Is Illegal Possession of Adderall a Felony in California?

Posted by Neil Shouse | Dec 24, 2018 | 0 Comments

Adderall capsules
Adderall capsules

Under California Health and Safety Code 11350 HSC, the illegal possession of Adderall is usually charged as a misdemeanor and not a felony.

Illegal possession of Adderall (or Add'll) means a person “possesses” the substance, or has it on his person or in a pocket, without a valid prescription.

The possession of Add'll is typically charged as a misdemeanor in California and not a felony. The crime is punishable by:

  • imprisonment in the county jail for up to one year; and/or,
  • a fine of up to $1,000.

What is Adderall?

Adderall is a mixture of amphetamine and dextroamphetamine. Both of these substances (as well as Add'll) stimulate the central nervous system. Adderall is often prescribed to treat narcolepsy and attention deficit hyperactivity disorder (ADHD).

What is California Health and Safety Code 11350?

HSC 11350 is the California statute that prohibits people from possessing certain controlled substances without a valid prescription. A “controlled substance” is a drug or chemical whose manufacture, possession and use are regulated by the government under the United States “Controlled Substances Act (CSA)”.

Under Schedule II of the CSA, all Adderall products are listed as “controlled substances.” This means the possession of the chemical comes under the laws and rules within Health and Safety Code 11350. And, as such, a person can only lawfully possess the substance if he has a valid prescription.

Why a misdemeanor and not a felony?

A person is charged with a crime, per HSC 11350, if he is caught in possession of Add'll without a prescription. Unlawful possession of a controlled substance, under this code section, is usually charged as a misdemeanor.

In some circumstances, illegal possession of a controlled substance can be prosecuted as a felony. However, the circumstances are usually limited to when a defendant has a prior conviction for a sex crime or a serious felony (such as murder or gross vehicular manslaughter). Technically, if these apply to a case where an accused gets arrested for illegal possession of Adderall, he could be charged with a felony.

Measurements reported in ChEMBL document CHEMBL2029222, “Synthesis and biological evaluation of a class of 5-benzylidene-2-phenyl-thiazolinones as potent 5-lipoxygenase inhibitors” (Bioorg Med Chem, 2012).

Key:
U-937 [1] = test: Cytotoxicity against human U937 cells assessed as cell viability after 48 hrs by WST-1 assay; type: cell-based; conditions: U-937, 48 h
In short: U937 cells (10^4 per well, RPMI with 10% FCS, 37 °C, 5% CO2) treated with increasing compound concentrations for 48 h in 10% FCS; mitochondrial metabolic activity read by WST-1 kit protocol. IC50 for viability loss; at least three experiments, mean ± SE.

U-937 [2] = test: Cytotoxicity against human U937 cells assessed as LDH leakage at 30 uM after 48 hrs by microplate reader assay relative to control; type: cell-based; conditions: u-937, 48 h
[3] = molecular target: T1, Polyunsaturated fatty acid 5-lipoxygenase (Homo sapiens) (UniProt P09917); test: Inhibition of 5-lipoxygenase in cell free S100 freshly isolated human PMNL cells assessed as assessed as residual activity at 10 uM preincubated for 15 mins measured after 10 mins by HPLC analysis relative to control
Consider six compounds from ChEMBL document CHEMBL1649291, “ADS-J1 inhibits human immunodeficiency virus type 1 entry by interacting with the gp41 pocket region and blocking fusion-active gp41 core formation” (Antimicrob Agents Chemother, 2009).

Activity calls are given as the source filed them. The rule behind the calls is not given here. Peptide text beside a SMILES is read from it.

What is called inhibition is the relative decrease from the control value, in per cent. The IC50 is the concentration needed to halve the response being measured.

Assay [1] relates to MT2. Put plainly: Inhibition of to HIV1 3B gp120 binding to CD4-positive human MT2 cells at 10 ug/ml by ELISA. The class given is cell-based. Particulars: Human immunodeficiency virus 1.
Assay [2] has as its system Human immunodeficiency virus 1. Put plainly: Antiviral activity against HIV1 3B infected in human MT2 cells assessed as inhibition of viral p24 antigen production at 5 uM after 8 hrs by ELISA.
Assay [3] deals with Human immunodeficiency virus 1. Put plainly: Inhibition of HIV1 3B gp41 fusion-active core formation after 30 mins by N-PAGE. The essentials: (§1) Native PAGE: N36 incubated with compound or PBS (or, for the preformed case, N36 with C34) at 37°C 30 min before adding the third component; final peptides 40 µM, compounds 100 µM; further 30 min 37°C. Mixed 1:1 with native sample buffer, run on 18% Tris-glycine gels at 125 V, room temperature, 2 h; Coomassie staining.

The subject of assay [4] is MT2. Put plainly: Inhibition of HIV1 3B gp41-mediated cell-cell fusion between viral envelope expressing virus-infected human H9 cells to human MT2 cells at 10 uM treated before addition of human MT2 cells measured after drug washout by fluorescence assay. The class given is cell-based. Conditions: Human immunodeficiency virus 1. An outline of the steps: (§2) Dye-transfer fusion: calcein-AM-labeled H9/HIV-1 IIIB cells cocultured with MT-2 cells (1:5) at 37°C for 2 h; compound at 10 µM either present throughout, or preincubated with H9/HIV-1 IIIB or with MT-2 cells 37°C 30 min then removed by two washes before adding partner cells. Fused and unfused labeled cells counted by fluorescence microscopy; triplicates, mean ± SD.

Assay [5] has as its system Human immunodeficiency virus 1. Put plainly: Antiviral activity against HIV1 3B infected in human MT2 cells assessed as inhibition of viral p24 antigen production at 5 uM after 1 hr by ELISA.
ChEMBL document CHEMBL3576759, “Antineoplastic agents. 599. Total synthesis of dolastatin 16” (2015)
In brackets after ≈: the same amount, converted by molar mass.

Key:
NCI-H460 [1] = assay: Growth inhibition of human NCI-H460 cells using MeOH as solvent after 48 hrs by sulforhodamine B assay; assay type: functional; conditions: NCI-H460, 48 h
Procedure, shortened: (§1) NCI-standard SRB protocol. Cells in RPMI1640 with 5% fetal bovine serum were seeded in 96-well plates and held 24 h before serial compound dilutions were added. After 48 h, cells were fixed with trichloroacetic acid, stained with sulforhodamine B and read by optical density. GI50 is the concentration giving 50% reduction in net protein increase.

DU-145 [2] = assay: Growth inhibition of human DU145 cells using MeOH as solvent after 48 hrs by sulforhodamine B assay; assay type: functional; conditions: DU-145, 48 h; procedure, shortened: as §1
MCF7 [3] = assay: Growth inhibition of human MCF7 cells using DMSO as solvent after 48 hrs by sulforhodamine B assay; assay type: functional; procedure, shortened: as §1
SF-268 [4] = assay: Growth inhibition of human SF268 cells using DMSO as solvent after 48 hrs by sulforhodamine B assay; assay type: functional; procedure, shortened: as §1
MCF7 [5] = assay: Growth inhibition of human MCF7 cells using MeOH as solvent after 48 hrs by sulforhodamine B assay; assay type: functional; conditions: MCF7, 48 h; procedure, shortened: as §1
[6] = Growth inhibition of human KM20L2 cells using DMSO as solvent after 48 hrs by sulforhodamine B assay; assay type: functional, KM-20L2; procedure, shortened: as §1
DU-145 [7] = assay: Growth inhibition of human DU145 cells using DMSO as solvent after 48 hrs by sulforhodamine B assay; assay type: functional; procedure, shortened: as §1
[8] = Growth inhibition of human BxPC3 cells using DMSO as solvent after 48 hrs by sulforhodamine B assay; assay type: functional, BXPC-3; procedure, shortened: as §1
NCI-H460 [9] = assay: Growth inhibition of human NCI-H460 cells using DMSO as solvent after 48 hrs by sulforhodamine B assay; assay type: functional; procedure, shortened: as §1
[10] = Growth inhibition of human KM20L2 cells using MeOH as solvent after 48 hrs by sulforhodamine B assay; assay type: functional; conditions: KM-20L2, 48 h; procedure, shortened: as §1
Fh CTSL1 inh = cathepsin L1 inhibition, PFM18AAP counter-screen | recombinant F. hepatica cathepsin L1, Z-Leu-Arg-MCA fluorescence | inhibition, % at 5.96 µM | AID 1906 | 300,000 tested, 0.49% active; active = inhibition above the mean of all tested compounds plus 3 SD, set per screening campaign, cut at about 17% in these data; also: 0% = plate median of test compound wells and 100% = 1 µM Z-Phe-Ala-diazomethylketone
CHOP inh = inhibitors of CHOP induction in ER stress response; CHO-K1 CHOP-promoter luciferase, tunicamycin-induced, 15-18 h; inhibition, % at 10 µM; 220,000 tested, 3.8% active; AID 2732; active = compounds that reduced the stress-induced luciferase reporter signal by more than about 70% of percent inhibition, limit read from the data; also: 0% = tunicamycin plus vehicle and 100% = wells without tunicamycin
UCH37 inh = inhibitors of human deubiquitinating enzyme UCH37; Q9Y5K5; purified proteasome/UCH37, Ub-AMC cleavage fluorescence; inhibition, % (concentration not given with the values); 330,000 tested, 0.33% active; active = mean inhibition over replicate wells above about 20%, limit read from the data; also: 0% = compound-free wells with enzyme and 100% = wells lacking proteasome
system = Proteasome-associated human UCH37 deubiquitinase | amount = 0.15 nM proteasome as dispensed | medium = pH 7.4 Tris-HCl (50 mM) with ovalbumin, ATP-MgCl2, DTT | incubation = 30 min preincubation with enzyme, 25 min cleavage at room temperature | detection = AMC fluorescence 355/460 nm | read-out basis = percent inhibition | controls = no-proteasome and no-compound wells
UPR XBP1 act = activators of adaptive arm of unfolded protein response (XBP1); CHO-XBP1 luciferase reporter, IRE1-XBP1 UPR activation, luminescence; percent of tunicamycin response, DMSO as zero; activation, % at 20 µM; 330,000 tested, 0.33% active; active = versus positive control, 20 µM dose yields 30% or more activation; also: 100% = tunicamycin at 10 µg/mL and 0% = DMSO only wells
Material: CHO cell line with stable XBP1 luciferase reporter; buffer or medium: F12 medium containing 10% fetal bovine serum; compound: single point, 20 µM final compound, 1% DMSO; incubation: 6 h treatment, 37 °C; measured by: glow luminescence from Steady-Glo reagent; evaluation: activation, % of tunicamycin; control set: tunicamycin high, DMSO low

But, the offense is most often charged in California as a misdemeanor. The crime is punishable by:

  • imprisonment in the county jail for up to one year; and/or,
  • a fine of up to $1,000.

Are there legal defenses to accusations of possessing a controlled substance without a prescription?

Luckily, there are legal defenses that a person can raise if accused of a crime under HSC 11350. A good defense can often get a charge reduced or even dismissed. Please note, though, that it is critical for an accused to hire an attorney to get the most effective defense.

Three common defenses to Health and Safety Code 11350 accusations are:

  • the defendant had a valid prescription for the substance,
  • the defendant didn't know he had drugs in his possession, and/or,
  • the substance was found during an illegal search.

About the Author

Neil Shouse

A former Los Angeles prosecutor, attorney Neil Shouse graduated with honors from UC Berkeley and Harvard Law School (and completed additional graduate studies at MIT). He has been featured on CNN, Good Morning America, Dr Phil, Court TV, The Today Show and Court TV. Mr Shouse has been recognized by the National Trial Lawyers as one of the Top 100 Criminal and Top 100 Civil Attorneys.


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